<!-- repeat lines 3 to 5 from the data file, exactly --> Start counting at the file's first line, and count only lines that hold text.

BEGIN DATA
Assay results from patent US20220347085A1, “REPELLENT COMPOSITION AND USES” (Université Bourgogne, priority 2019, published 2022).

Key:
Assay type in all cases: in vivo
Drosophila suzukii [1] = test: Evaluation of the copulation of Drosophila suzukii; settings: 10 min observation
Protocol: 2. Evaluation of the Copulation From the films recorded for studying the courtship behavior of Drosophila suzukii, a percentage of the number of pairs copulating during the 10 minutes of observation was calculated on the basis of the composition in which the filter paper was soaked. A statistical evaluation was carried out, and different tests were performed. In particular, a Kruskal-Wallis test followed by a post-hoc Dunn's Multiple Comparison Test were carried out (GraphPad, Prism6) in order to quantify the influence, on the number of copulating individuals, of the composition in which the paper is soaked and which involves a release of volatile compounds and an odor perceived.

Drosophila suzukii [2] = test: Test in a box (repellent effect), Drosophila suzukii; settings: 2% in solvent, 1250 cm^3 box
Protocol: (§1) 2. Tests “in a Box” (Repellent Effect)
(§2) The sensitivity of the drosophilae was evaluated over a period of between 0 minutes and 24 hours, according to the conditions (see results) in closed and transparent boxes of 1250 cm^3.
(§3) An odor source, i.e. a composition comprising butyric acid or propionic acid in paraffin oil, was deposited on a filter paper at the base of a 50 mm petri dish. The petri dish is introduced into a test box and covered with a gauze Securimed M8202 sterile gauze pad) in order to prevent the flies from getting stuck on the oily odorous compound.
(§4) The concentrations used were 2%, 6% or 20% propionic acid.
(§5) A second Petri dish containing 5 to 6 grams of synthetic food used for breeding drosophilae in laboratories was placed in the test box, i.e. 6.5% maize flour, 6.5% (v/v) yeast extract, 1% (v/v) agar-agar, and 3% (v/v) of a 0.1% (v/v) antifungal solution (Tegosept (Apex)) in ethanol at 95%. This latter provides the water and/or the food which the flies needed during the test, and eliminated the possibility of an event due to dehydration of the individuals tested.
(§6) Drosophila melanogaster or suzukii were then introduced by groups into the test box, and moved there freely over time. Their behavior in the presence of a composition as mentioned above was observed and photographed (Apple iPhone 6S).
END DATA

Assay type in all cases: in vivo
Drosophila suzukii [1] = test: Evaluation of the copulation of Drosophila suzukii; settings: 10 min observation
Protocol: 2. Evaluation of the Copulation From the films recorded for studying the courtship behavior of Drosophila suzukii, a percentage of the number of pairs copulating during the 10 minutes of observation was calculated on the basis of the composition in which the filter paper was soaked. A statistical evaluation was carried out, and different tests were performed. In particular, a Kruskal-Wallis test followed by a post-hoc Dunn's Multiple Comparison Test were carried out (GraphPad, Prism6) in order to quantify the influence, on the number of copulating individuals, of the composition in which the paper is soaked and which involves a release of volatile compounds and an odor perceived.